Niamh’s memory lives on with new shelter at village school near Wellingborough

The official opening of the shelter with Year 6 children who were Niamh's classmates as well as Niamh's mum Sam and sister Hannah
The official opening of the shelter with Year 6 children who were Niamh's classmates as well as Niamh's mum Sam and sister Hannah

Pupils have a new outdoor shelter thanks to funding from the charity set up in memory of one of their classmates.

Last week saw the official opening of the outdoor shelter at Little Harrowden Primary School.

It has been paid for by Niamh’s Next Step, the Wellingborough-based charity launched in memory of Niamh Curry who was just five when she lost her 18-month battle with childhood cancer neuroblastoma in May 2012.

Niamh was a pupil at the school and her classmates, now in Year 6, were there for the official opening.

Gail Roe, who is chairman of the Friends of Little Harrowden Primary School (FLHPS), said: “The shelter was built to provide an outdoor classroom for our students, present and future.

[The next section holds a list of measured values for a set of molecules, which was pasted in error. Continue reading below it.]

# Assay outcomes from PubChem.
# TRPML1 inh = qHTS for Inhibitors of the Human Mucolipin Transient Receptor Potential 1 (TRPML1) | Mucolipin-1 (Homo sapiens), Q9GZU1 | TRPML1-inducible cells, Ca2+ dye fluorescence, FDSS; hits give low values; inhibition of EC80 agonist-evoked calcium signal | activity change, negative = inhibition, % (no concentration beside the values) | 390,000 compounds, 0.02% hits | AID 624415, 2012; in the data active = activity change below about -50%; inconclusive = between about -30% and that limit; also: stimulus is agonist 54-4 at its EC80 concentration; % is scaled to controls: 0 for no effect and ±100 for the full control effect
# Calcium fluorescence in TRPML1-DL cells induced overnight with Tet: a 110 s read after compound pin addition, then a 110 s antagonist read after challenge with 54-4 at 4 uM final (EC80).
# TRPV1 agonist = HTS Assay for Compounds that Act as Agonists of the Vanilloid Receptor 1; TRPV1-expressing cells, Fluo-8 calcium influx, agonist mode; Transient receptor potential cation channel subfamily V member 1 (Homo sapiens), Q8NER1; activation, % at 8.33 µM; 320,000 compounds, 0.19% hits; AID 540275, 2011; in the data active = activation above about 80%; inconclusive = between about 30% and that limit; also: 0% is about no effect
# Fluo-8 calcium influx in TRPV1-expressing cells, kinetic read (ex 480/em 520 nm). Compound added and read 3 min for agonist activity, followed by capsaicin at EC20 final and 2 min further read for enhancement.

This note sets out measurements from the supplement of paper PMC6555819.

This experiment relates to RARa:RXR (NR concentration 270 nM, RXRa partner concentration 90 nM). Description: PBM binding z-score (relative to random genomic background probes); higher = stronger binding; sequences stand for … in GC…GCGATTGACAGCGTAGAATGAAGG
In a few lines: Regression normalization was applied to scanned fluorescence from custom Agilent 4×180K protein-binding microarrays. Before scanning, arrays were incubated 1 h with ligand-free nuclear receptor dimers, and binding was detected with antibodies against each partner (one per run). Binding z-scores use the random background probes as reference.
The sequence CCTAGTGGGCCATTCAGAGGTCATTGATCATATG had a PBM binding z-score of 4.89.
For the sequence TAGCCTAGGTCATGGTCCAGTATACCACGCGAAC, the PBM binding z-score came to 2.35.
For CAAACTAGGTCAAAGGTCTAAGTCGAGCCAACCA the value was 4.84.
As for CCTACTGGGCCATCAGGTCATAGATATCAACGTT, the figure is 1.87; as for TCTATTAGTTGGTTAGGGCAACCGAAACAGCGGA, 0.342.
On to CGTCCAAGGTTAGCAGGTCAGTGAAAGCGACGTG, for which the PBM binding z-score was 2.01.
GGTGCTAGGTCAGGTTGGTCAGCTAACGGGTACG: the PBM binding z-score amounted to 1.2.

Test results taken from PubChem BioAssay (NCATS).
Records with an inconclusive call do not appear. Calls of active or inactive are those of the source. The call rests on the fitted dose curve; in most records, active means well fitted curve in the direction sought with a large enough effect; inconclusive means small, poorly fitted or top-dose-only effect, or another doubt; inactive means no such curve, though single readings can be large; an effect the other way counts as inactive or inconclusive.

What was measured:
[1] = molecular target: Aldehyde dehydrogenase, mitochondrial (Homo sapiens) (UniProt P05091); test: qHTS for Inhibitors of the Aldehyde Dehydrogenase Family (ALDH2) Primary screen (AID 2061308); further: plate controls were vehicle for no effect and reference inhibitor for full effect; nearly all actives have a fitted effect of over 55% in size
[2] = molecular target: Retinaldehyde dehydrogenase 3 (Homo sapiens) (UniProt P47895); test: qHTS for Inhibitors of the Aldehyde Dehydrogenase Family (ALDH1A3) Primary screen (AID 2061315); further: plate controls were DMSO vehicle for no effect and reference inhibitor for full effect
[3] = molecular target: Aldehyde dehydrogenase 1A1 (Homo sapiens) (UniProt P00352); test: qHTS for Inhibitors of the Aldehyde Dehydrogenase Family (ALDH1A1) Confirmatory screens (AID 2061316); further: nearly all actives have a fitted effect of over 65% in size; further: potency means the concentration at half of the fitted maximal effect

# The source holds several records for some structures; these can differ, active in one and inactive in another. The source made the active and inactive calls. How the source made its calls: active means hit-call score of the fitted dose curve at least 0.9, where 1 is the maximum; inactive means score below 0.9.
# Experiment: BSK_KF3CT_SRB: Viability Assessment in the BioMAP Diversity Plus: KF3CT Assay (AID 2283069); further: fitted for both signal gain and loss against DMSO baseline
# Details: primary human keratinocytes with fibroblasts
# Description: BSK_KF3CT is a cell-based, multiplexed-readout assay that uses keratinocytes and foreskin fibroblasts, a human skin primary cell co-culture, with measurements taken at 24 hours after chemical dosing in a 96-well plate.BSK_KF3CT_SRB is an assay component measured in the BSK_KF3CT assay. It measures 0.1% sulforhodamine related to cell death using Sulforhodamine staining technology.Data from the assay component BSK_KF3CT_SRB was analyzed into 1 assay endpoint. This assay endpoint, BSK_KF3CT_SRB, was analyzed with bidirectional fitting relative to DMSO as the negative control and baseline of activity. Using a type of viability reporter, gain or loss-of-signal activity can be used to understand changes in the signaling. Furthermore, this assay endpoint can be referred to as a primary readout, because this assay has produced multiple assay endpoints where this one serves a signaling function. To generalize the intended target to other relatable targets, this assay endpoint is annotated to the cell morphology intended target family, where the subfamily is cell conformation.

“Niamh’s Next Step offered to fund the project, as a legacy to Niamh, who’s class will leave the school this week, as Year 6.

“The school would like to say a massive thank you to all involved in the project, and to Niamh’s Next Step.

“We look forward to using the shelter to educate the children of Little Harrowden Primary School for many years to come, and to remember Niamh #forever5.”

Saints player Tom Wood has been been involved with the outdoor shelter project.

An instagram post from him said: “Really proud to have been asked to make this for young Niamh Curry’s memorial at Little Harrowden school.

“It’s to be mounted in a large shelter being built in her memory.

“Her classmates are leaving this year so it’s an emotional time for everyone.

“The quotes were written by her classmates.

“#Forever5 #niamhsnextstep.”

Niamh’s mum Sam Curry and Niamh’s sister Hannah also attended last week’s official opening.

Following Niamh’s death, the Curry family was determined to keep her memory alive by trying to help other children like her.

And the charity has done just this, raising hundreds of thousands of pounds in memory of their little girl.

The money is used to fund research into the disease as well as supporting other families affected by the illness.

About 100 children are diagnosed with neuroblastoma each year in the UK, of which only around 30 per cent will survive.

There is currently no government or NHS funding into research of this type of cancer in the UK.

For more information about the charity and its work, click here